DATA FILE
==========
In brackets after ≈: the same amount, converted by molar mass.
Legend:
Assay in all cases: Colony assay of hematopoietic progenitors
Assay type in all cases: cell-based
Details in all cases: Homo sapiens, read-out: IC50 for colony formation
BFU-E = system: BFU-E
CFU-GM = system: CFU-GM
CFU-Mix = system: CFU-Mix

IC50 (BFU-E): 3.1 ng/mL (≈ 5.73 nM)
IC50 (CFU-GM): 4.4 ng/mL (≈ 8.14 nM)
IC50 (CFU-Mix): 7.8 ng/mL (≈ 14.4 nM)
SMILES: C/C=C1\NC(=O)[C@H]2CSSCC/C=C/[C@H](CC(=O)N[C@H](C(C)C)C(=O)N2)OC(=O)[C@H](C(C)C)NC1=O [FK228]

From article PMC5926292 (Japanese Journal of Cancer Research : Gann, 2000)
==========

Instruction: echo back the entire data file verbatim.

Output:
In brackets after ≈: the same amount, converted by molar mass.
Legend:
Assay in all cases: Colony assay of hematopoietic progenitors
Assay type in all cases: cell-based
Details in all cases: Homo sapiens, read-out: IC50 for colony formation
BFU-E = system: BFU-E
CFU-GM = system: CFU-GM
CFU-Mix = system: CFU-Mix

IC50 (BFU-E): 3.1 ng/mL (≈ 5.73 nM)
IC50 (CFU-GM): 4.4 ng/mL (≈ 8.14 nM)
IC50 (CFU-Mix): 7.8 ng/mL (≈ 14.4 nM)
SMILES: C/C=C1\NC(=O)[C@H]2CSSCC/C=C/[C@H](CC(=O)N[C@H](C(C)C)C(=O)N2)OC(=O)[C@H](C(C)C)NC1=O [FK228]

From article PMC5926292 (Japanese Journal of Cancer Research : Gann, 2000)